“Extremistan” and Active Investing

The world is moving more and more to extremes in many facets, most notably wealth, with those in the middle suffering in the great “hollowing out” — a process Nicholas Taleb (author of the Black Swan) has dubbed extremistan. I believe the same hollowing out is set to occur in active investing in finance, whereby if you’re not fanatical activists then you shouldn’t even try and beat the market, but instead be the market (i.e. passive investing).

In finance, there is the efficient market paradox, whereby for markets to remain efficient some people must not consider them efficient (to incentivise them to do the work required to maintain up to date prices that reflect all relevant information).

There was a good FT piece this week about index investing and how the rise of ETF’s ($3 trillion in assets alone) are now distorting markets through their sheer size. Index providers (who have a sometimes opaque selection criteria) decide whether a security should be placed in an index or not and have the power to move around tens of billions of dollars by passive investors having to update their holdings accordingly.

Active investors can benefit from this trend by predicting which securities will be added/removed from an index and front running the passive investors.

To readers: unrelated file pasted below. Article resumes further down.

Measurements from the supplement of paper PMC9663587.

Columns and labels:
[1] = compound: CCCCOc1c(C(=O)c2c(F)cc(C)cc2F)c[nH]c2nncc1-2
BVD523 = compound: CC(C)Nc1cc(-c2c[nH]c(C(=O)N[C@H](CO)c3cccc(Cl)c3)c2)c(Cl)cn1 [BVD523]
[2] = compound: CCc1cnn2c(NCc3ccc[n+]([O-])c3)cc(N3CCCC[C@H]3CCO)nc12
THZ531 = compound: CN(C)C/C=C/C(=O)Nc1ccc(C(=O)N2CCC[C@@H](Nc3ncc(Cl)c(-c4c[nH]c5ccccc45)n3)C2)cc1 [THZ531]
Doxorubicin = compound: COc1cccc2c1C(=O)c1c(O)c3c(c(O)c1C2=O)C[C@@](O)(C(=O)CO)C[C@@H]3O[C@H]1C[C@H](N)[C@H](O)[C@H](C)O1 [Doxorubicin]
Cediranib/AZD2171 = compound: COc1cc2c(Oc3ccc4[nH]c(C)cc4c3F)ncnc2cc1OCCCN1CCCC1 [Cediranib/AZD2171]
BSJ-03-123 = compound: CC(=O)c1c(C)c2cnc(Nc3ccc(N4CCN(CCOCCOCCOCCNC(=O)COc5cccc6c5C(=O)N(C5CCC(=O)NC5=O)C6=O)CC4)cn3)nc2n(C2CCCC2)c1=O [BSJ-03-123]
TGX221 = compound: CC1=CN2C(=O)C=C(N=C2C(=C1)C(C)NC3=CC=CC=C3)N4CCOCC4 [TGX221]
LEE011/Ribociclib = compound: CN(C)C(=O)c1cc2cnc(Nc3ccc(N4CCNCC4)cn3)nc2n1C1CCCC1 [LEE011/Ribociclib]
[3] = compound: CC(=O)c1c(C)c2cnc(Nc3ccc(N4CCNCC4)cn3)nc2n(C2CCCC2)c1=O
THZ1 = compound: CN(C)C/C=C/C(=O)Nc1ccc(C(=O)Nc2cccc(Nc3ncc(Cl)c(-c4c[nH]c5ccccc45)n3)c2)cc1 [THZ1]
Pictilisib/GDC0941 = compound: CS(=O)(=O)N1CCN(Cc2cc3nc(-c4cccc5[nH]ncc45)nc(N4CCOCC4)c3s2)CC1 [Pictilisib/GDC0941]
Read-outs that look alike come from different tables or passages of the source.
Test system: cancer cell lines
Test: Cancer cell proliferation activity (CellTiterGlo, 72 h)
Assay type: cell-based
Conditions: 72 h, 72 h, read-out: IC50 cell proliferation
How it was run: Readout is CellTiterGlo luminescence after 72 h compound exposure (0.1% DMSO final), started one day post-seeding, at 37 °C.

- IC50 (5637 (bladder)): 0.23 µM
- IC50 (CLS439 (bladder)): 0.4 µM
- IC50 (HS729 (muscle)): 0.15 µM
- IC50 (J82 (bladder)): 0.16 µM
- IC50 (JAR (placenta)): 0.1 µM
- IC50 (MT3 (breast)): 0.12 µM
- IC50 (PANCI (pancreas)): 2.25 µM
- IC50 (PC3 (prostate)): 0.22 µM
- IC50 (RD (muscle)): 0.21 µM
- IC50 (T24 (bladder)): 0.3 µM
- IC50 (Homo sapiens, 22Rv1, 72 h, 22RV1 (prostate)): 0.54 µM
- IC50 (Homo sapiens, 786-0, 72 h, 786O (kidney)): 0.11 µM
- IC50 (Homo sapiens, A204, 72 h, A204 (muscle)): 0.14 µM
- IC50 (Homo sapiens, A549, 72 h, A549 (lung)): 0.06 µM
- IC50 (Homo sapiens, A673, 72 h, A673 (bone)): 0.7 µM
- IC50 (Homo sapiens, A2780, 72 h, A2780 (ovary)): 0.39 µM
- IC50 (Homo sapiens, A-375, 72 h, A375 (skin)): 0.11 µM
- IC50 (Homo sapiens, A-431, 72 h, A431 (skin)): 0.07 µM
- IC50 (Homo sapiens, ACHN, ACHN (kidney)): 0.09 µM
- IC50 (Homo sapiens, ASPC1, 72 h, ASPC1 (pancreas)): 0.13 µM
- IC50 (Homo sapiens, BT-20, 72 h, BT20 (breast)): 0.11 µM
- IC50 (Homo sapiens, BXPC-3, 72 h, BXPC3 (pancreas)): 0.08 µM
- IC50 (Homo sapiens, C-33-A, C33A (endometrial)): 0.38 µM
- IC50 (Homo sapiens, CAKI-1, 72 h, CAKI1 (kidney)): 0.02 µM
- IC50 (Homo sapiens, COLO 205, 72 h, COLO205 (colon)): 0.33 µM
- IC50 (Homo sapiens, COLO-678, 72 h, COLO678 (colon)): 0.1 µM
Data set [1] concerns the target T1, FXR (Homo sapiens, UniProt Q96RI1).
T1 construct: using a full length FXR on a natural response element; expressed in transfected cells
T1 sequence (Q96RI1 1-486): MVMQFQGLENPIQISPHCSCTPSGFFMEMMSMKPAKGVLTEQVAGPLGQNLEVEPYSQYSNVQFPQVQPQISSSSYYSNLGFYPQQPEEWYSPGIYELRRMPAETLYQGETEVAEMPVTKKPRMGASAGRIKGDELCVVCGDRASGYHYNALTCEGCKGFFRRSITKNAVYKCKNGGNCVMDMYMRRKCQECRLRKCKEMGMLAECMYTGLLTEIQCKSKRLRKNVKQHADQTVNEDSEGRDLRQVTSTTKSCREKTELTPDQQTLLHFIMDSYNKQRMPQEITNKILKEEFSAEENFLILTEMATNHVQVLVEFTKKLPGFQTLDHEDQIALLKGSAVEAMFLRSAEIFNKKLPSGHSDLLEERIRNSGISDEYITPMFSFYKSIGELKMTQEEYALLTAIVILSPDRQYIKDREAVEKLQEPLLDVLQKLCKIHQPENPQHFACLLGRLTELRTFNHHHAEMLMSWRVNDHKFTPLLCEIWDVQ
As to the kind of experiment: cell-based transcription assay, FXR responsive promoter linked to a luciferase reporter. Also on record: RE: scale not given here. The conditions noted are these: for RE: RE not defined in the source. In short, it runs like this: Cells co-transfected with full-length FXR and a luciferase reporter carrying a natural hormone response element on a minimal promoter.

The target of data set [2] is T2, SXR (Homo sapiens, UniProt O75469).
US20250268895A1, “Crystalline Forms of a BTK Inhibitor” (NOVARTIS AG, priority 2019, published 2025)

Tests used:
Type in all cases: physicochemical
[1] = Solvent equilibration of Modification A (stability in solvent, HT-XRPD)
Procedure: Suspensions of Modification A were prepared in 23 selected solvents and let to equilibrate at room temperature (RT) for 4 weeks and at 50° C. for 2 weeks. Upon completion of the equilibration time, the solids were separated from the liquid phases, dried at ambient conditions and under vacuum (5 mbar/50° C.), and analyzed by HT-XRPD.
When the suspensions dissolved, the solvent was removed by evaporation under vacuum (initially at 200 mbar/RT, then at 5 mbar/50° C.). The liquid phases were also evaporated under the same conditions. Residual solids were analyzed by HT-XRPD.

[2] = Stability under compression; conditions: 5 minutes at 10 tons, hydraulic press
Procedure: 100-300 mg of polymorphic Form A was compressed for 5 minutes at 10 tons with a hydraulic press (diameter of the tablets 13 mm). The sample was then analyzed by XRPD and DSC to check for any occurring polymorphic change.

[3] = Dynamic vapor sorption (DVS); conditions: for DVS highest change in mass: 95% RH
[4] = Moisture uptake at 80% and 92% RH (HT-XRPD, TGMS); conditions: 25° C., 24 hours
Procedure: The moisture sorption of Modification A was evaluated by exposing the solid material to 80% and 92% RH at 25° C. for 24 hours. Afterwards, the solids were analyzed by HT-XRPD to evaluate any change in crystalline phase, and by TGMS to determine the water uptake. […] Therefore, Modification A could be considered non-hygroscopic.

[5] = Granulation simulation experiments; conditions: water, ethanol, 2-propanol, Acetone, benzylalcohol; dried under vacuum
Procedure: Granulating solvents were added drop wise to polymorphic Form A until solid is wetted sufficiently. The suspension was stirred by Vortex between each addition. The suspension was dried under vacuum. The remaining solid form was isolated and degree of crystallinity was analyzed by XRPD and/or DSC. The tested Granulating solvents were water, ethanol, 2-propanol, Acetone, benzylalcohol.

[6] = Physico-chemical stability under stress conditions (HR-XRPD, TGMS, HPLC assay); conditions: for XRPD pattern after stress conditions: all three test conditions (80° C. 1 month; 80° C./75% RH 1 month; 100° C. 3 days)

With the rise and rise of passive investing in the last few years (also accentuated by robo advisors such as Wealthfront who now have $2.6bn AUM), active investors are a natural counter weight, as this quote from the FT piece shows:

“The more money tracks passive, the more opportunity there is for active managers who can demonstrate value. They should be able to find more opportunities in certain assets”

I believe that much like wealth inequality, there will be an “extremistan” in investing styles as well in the future; pure alpha strategies run by hedge fund billionaires combined with pure index trackers, without much else in between. The people who lose out in this situation are the less aggressive active investors, who might just aim to beat the market by 1 or 2% (but invariably lose after fees anyway). The more aggressive the active investing style, the more chance it has of outperforming (you can’t beat the market by being the market), ensuring that the hedgies will not be harmed in this hollowing out.

If this extremistan does come to fruition in the investing world, then the most important thing is to ensure you are not stuck in the middle.

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